At the epicentre of the rhetoric, Mr Trump's New Jersey golf course, the president seemed to put Kim on notice, saying: "If he utters one threat in the form of an overt threat - which by the way he has been uttering for years and his family has been uttering for years - or he does anything with respect to Guam or any place else that's an American territory or an American ally, he will truly regret it and he will regret it fast."

Asked if the US was going to war, he said: "I think you know the answer to that."

But his comments did not appear to be backed by significant military mobilisation on either side of the Pacific, and an important, quiet diplomatic channel remained open. As a precaution, Japan deployed missile defence batteries under the path a North Korean missile might take.

Life on the streets of the North Korean capital, Pyongyang, also remained calm.

There have been no air raid drills or cars in camouflage netting as has been the case during previous crises. State-run media ensures that the population gets the North Korean side of the story, but doesn't convey any sense of international concern about the situation.

US officials say they will be going ahead with long-scheduled military exercises with South Korea. Pyongyang says it will be ready to send its missile launch plan to Kim for approval just before or as the drills begin.

Called Ulchi-Freedom Guardian, the exercises are expected to run August 21-31 and involve tens of thousands of American and South Korean troops on the ground and in the sea and air.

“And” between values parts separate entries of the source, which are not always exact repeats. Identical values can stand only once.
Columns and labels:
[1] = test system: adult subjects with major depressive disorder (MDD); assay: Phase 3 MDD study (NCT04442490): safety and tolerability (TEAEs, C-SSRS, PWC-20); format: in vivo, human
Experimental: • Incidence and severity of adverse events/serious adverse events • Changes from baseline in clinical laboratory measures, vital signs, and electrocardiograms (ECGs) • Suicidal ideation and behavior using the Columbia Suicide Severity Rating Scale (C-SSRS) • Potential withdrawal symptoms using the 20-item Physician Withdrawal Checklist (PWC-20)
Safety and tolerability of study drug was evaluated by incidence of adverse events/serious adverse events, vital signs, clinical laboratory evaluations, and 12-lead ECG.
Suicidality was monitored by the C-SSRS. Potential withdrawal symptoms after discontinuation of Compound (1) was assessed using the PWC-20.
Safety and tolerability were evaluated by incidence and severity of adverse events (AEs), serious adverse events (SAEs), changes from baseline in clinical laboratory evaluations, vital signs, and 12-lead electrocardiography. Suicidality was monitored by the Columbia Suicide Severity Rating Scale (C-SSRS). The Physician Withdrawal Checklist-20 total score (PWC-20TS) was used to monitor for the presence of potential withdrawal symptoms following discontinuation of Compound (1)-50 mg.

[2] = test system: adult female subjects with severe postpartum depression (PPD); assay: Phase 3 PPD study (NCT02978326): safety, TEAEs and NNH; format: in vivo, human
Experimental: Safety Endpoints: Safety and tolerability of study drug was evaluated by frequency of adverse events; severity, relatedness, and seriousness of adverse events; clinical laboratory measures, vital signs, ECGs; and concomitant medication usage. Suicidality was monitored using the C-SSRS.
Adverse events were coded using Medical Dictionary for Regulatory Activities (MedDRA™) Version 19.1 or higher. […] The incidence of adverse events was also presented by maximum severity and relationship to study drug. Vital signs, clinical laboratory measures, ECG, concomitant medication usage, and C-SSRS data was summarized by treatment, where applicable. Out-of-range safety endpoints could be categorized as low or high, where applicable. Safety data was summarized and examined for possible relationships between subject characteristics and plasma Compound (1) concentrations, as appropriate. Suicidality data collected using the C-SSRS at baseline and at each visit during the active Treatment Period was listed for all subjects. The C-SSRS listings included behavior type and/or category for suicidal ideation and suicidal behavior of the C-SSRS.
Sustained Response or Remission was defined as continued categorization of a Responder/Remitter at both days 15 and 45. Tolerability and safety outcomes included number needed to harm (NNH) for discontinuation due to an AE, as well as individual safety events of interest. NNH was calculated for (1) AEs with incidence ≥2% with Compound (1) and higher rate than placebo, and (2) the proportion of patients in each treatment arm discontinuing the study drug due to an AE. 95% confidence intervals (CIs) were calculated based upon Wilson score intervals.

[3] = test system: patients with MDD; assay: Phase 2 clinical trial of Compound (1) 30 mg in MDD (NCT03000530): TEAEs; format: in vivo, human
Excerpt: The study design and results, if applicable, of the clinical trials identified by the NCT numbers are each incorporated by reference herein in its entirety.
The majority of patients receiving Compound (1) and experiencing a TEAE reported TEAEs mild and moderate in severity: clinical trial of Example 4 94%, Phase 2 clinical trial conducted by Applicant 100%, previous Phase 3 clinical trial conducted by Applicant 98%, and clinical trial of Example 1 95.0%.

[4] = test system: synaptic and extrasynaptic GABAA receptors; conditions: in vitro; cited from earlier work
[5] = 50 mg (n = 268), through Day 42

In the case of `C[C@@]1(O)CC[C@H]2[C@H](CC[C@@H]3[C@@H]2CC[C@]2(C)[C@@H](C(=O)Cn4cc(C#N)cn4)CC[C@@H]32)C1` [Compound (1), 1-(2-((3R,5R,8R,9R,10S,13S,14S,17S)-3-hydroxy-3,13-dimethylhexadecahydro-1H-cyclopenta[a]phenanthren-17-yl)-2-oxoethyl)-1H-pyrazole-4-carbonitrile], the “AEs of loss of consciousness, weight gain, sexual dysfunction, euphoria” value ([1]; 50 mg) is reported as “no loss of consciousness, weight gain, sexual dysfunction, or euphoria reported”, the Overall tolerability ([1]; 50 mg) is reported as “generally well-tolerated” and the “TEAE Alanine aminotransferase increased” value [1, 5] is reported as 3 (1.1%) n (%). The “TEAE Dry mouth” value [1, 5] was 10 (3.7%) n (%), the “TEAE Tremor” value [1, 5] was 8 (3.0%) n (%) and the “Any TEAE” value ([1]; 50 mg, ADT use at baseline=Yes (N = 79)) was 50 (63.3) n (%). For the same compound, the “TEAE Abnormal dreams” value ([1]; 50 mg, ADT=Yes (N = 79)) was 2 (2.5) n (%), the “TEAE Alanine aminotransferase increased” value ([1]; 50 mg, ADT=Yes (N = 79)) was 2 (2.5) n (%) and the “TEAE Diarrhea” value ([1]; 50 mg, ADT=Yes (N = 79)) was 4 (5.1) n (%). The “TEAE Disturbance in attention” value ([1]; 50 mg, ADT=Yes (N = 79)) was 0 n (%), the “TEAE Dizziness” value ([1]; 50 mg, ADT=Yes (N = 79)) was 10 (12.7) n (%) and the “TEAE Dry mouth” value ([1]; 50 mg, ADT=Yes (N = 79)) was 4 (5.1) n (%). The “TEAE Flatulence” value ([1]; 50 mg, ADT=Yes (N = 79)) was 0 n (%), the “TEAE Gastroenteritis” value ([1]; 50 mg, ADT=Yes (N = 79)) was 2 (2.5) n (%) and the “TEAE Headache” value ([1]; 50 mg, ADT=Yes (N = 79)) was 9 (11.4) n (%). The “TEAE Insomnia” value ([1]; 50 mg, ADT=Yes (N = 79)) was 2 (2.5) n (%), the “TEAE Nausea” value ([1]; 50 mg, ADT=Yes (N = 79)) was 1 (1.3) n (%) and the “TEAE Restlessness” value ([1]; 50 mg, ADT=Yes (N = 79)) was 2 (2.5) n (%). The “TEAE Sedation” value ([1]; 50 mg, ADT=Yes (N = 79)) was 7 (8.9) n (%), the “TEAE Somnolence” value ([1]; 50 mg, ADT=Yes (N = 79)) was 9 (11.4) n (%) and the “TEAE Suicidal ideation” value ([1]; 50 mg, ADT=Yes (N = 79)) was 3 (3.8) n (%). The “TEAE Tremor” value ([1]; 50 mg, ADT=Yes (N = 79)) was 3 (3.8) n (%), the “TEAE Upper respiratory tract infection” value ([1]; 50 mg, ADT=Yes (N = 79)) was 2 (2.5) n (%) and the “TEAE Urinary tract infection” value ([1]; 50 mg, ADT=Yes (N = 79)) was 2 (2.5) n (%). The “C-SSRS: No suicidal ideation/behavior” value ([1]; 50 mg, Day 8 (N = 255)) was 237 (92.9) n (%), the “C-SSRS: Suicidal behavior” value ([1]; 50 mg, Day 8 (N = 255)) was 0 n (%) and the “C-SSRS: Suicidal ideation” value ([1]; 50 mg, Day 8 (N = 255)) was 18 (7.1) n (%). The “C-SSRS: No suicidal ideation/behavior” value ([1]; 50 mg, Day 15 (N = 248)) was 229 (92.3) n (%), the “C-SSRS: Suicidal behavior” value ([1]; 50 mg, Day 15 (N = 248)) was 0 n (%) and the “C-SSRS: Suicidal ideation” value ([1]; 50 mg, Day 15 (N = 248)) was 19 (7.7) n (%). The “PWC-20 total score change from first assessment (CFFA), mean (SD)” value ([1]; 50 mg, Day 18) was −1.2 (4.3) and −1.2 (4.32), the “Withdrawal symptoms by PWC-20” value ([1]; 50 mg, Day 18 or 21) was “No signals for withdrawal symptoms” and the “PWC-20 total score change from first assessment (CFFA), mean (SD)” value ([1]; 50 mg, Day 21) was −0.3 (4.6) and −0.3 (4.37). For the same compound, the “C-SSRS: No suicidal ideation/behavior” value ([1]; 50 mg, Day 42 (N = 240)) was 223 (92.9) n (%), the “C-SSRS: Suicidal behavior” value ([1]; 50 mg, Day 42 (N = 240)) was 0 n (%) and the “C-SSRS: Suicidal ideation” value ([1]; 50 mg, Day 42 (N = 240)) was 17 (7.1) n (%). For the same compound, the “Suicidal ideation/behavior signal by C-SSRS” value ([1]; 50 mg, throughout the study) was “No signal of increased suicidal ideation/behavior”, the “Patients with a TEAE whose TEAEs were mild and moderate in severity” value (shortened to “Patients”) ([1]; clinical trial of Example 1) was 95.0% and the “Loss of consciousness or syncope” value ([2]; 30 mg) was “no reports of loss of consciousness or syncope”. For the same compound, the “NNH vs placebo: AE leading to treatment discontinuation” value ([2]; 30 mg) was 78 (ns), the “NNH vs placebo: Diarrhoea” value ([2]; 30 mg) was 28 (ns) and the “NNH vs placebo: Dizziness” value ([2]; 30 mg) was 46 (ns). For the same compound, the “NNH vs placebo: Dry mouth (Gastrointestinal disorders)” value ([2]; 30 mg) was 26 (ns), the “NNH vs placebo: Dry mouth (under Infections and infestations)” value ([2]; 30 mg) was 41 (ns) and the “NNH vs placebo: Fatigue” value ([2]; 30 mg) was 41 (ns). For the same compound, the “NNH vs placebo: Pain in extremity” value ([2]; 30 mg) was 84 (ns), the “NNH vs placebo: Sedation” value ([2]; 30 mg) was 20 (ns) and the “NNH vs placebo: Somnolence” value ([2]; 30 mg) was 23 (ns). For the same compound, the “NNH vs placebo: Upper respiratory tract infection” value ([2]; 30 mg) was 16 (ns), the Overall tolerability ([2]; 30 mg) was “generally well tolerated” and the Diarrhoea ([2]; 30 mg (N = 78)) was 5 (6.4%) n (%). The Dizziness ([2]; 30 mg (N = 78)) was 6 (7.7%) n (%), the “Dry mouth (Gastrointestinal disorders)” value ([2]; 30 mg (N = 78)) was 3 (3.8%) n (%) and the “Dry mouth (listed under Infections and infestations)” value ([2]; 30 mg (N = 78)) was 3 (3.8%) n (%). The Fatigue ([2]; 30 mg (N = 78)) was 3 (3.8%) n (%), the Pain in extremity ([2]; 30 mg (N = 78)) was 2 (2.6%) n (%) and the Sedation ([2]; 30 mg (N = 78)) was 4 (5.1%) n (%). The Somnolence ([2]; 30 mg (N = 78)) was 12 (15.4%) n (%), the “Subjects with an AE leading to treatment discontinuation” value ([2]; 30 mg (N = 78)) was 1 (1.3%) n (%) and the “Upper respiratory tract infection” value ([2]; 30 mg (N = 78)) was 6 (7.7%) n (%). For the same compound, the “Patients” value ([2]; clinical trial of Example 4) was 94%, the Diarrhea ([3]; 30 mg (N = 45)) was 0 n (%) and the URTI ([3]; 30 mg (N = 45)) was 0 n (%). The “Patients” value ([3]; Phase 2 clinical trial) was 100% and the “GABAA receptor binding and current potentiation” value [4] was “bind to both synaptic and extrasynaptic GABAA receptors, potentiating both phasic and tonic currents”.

North Korea claims the exercises are a rehearsal for war, but Washington and Seoul say they are necessary to deter North Korean aggression.

Mr Trump began his Friday barrage with an especially fiery tweet: "Military solutions are now fully in place, locked and loaded, should North Korea act unwisely. Hopefully Kim Jong Un will find another path!"

He later retweeted a posting from US Pacific Command that showed B-1B Lancer bomber planes on Guam that "stand ready to fulfill USFK's #FightTonight mission if called upon to do so".

''Fight tonight" has long been the motto of US forces in South Korea to show they're always ready for combat on the Korean Peninsula.

Mr Trump also brushed away calls for caution from other world leaders, including Germany's Angela Merkel.

"I don't see a military solution and I don't think it's called for," Mrs Merkel said, calling on the UN Security Council to continue to address the crisis.

"I think escalating the rhetoric is the wrong answer," she added.

"Let her speak for Germany," Mr Trump responded when asked about the comment. "Perhaps she is referring to Germany. She's certainly not referring to the United States, that I can tell you."

By evening, he seemed to have mellowed a bit.

"Hopefully it'll all work out," Mr Trump said. "Nobody loves a peaceful solution better than President Trump."

Speaking to Guam Governor Eddie Calvo, he promised: "You are safe. We are with you a thousand percent."

ecretary of state and UN ambassador, the president suggested diplomacy could yet prevail.

"Hopefully it'll all work out," he said. "Nobody loves a peaceful solution better than President Trump."

Mr Trump announced he planned to hold another press conference in Washington on Monday.

AP